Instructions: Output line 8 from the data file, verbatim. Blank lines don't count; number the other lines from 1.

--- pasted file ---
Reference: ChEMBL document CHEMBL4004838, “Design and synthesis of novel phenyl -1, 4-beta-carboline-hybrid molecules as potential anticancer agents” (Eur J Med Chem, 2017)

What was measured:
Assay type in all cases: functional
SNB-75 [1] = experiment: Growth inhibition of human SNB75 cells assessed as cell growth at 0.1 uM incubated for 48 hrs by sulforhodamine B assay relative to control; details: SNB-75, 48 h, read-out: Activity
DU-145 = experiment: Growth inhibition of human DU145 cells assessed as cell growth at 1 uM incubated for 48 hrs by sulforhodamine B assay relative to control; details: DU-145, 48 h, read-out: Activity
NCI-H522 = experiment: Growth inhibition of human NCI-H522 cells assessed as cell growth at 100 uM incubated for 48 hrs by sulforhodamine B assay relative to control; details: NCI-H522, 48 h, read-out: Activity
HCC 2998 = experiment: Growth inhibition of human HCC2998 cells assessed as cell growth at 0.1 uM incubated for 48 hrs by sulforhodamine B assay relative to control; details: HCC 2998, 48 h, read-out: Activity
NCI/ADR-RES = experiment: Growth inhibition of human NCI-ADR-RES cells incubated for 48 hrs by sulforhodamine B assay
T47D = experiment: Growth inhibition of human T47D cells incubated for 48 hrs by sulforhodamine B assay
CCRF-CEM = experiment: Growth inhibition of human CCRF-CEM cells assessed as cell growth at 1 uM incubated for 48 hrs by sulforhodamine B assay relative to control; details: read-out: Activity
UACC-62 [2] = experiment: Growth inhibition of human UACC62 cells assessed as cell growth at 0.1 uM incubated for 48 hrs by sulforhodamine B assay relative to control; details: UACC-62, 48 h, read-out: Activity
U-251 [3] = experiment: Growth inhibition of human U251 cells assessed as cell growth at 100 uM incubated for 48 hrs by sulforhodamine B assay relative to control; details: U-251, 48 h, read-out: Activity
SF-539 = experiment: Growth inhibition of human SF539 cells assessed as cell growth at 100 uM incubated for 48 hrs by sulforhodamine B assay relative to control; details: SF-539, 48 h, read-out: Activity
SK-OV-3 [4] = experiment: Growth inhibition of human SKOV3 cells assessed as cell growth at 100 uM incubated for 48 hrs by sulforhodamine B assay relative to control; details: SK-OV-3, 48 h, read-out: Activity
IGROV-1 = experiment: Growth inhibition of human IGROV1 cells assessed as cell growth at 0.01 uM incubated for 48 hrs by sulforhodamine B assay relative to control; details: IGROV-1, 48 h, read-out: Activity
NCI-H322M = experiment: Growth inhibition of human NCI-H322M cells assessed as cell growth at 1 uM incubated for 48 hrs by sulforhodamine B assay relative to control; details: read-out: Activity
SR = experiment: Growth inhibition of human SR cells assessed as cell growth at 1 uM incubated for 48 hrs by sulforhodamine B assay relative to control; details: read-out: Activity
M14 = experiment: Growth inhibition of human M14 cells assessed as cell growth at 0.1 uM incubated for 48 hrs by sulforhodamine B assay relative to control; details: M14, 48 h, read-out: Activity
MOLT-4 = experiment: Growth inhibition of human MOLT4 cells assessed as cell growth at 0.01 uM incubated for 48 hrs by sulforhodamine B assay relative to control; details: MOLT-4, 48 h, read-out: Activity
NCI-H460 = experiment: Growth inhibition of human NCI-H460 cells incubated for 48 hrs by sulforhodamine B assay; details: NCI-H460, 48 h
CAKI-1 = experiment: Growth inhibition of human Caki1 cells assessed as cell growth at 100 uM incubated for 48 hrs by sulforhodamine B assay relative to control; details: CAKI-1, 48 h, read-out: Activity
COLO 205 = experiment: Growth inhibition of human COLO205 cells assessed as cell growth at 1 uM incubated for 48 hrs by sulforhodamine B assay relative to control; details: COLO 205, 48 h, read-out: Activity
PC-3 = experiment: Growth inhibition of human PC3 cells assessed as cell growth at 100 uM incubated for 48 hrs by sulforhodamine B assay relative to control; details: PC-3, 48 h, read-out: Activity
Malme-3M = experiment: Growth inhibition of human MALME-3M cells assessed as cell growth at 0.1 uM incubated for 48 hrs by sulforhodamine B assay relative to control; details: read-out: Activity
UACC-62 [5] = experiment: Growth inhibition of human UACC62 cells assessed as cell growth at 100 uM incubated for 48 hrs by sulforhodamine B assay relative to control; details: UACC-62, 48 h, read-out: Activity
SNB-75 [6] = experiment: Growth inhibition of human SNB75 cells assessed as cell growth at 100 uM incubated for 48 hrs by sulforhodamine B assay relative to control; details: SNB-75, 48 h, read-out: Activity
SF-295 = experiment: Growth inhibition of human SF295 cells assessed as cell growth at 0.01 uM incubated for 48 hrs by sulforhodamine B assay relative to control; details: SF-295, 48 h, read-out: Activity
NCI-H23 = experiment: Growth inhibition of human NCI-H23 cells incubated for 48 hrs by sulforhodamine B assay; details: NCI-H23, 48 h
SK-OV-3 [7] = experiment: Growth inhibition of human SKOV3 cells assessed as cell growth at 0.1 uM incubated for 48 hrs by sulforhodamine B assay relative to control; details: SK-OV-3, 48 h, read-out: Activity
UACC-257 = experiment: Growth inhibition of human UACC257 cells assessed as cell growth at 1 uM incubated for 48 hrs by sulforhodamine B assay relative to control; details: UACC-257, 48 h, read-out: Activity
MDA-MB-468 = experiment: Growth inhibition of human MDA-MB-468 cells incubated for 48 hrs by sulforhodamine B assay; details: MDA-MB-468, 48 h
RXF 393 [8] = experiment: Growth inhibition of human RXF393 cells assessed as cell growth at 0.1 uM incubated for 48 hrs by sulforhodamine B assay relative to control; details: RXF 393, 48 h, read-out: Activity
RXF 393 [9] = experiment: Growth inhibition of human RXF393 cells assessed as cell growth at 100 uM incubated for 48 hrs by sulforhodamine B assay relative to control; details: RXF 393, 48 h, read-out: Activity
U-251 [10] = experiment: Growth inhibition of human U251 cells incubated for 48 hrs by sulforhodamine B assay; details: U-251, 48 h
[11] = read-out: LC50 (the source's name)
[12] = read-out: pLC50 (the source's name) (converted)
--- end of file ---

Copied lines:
NCI/ADR-RES = experiment: Growth inhibition of human NCI-ADR-RES cells incubated for 48 hrs by sulforhodamine B assay